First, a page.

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For any given polymer, the weight average molecular weight (Mw) is higher than, if not equal to, the number average molecular weight (Mn). The only situation in which the weight average molecular weight and the number average molecular weight are equal is when a polymer consists only of chains with equal molecular weight. However, this never happens in a synthetic polymer, since it is difficult to control the polymerization process up to a molecular level with accuracy to a hundred percent.

Therefore, the ratio of Mw to Mn, called the polydispersity index (PDI) or dispersity (ĐM), is used to categorize polymers by the molecular weight distribution.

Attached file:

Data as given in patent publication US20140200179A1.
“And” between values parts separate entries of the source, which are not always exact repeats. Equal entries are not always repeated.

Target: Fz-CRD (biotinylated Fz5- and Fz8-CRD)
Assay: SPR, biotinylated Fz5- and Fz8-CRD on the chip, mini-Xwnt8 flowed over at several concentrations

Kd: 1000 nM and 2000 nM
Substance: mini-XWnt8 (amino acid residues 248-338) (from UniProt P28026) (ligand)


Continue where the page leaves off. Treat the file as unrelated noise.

As the weight average molecular weight is equal to or greater than the number average molecular weight, the value of the PDI is always one or above. When the PDI is one, the polymer is called monodisperse (uniform) because all individual polymer chains have the same molecular weight. Natural polymers such as DNA are examples of monodisperse polymers.

All synthetic polymers are polydisperse (non-uniform). As individual chains of synthetic polymers have different molecular weights, the PDI is always greater than one. The PDI increases as the molecular weight distribution in the polymer increases. A value closer to one indicates a narrow distribution of molecular weights. Polymerization under controlled reaction conditions is required for obtaining a polymer with narrow weight distribution. An uncontrolled polymerization leads to polymer chains with widely varying molecular weights and, as an effect, a PDI that is far higher than one.

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